Neural networks (also: artificial neural networks, ANN) represent an important branch of development in the field of artificial intelligence and are the particular subject of research in what is often referred to as neuro-informatics, a relatively new interdisciplinary field between computer science and neurobiology.
Neural networks enable a computer to perform highly efficient pattern recognition in big data using specially-developed algorithms and deep learning. Neural networks can therefore recognise patterns in large amounts of data as a multitude of algorithms in a way that is vaguely modelled after the human brain.
Closely interwoven with the term neural networks is deep learning, which can be described as a process in which neural networks are layered on top of each other in several levels. This is why the term “stacked neural networks” is often used synonymously for deep learning methods. The layer structure makes it possible to analyse or cluster increasingly complex information in large data sets, e.g. to automatically recognise the content of an image or a face – but more about this later.
Although its name suggests otherwise, the structure of neural networks is, strictly speaking, not (yet) completely equal to its biological counterpart, the neurons in the nervous system of a living being. Rather, the metaphor uses the clarification of how different (artificial or natural) neurons work together in combination. However, both the depth structure and the functioning of the networks differ from each other to date: if computer systems are currently still working sequentially to a large extent, biological neural networks are capable of the parallel processing of massive amounts of information.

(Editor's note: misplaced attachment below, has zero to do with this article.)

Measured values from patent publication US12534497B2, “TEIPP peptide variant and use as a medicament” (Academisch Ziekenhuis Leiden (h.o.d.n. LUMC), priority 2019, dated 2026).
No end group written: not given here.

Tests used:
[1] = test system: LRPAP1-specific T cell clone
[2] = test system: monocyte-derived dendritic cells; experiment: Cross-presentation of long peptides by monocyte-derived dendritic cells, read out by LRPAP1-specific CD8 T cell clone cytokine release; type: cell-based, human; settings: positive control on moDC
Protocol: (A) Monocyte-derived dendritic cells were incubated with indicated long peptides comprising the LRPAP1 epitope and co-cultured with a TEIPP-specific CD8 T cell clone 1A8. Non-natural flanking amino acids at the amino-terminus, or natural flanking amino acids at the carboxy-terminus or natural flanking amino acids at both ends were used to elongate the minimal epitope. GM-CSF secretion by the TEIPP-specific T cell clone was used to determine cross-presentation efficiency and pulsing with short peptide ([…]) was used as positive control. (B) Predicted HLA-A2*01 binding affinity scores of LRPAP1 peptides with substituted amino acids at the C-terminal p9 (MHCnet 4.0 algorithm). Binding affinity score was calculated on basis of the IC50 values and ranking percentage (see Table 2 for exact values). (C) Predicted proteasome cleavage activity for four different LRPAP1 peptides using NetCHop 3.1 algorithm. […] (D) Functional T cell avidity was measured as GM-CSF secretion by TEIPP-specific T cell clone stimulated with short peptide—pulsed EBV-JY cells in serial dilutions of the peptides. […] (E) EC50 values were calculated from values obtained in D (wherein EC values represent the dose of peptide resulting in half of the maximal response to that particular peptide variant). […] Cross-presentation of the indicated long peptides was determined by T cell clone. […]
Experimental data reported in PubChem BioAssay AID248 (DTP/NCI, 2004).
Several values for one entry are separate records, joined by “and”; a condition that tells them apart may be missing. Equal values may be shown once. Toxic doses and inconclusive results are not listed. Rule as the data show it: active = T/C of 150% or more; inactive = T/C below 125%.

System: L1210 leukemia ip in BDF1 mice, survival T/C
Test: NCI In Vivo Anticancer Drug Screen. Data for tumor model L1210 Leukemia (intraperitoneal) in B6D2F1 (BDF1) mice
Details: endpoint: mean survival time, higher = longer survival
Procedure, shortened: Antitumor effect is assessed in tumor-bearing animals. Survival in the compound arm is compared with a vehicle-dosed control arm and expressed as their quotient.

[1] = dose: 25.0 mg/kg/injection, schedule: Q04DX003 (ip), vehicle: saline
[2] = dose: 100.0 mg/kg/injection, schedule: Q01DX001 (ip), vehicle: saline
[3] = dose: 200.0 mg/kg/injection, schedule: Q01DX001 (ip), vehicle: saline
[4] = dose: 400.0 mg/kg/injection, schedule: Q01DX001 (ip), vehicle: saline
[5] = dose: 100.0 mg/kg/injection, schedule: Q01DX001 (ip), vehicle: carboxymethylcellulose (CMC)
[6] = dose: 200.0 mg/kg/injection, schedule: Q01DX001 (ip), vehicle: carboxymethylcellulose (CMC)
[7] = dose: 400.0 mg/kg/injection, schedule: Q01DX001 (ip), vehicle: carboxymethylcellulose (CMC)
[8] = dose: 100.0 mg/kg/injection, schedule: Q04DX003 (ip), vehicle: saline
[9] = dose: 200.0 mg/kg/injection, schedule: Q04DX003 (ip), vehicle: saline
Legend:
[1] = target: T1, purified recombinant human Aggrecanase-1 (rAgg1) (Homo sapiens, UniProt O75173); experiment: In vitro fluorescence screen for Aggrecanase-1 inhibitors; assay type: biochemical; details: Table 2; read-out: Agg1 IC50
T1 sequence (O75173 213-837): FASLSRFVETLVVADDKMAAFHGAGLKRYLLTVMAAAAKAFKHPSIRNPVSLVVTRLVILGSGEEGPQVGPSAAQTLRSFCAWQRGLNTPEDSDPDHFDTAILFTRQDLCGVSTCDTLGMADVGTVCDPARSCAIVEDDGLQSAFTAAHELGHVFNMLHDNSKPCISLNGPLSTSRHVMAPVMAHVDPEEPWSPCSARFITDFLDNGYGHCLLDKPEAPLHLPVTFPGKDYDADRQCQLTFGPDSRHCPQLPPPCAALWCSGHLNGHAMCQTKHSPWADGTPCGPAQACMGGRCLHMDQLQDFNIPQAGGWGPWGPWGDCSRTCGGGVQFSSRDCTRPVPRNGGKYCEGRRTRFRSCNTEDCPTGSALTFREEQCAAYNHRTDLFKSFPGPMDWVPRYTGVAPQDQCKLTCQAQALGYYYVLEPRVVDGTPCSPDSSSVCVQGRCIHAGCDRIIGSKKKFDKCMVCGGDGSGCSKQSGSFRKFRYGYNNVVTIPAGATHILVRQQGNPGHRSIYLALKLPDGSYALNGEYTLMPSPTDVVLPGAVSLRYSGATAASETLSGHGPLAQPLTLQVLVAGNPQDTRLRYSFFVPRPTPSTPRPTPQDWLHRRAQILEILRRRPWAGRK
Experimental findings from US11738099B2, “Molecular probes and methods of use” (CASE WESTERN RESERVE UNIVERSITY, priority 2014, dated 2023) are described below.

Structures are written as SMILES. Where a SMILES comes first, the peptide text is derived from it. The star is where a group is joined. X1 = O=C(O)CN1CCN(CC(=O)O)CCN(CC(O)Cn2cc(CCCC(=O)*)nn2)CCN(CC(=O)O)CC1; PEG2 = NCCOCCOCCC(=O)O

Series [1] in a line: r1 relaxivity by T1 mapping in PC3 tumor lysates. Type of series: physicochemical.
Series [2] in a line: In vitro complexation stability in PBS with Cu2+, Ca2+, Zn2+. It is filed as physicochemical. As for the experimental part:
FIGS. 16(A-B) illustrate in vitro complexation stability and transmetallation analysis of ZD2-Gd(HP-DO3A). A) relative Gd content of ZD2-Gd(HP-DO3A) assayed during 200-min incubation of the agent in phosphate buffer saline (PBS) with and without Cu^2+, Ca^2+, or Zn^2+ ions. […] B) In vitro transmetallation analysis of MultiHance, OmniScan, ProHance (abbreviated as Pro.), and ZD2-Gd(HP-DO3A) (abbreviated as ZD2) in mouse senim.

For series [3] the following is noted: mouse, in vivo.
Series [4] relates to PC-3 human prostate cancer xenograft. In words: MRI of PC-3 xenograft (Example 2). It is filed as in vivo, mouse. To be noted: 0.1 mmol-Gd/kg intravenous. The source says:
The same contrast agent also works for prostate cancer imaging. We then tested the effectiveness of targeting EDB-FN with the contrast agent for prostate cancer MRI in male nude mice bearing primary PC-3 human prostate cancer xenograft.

Neural networks interpret large amounts of (usually unlabelled) raw data through a specific form of machine classification: due to its multi-layered structure, the neural network first identifies basic patterns from training data and then independently derives even more complex patterns from them. The special feature: analogously to the biological nervous system, neuronal networks are able to change the strength of the connections between each other precisely, depending on the importance of the information they are supposed to convey.
If, for example, a face in a photo is to be analysed, the first layer of the arithmetic node would only register differences in the brightness values of the individual pixels. The second layer, on the other hand, would detect vertical and horizontal lines, with some pixels connected to each other, while the third layer would detect shapes and patterns, and so on. In this way, the system can learn on the basis of massive amounts of images that, for example, the nose is above the lip and a face has two eyes.
As the contents of these layers become increasingly abstract, these levels are also referred to as hidden layers. Through the interaction of several of these layers, “new” information can be formed between the layers, representing a kind of abstract representation of the original information or input signals. Even developers are therefore not, or only to a very limited extent, able to comprehend what the networks learn in the process or how they arrived at a specific result. One speaks here of the black box character of AI systems.
The advances in neural networks today are contributing significantly to the great leaps in development that AI systems have to offer today. However, the basic technology of neuronal networks is not new in itself: already in the early 1940s, the American researchers Warren McCulloch and Walter Pitts laid the foundation of neuro-informatics with a description of the first neuron model.
Due to their high performance in deep learning processes, neural networks are applied especially in those areas and problems in which extremely complex patterns are to be analysed in huge amounts of data. Neural networks are typically used in facial, object or speech recognition (natural language processing) and automatic text generation.
In the field of language processing, the implementation of neural networks leads to significant progress not only in the machine translation of a text into other languages, but also in the area of End2End text generation (natural language generation).
Great hopes are attached to the implementation of neural networks: End2End aims to enable an NLG system to acquire the process of text generation from the structured data to the finished text itself without human intervention.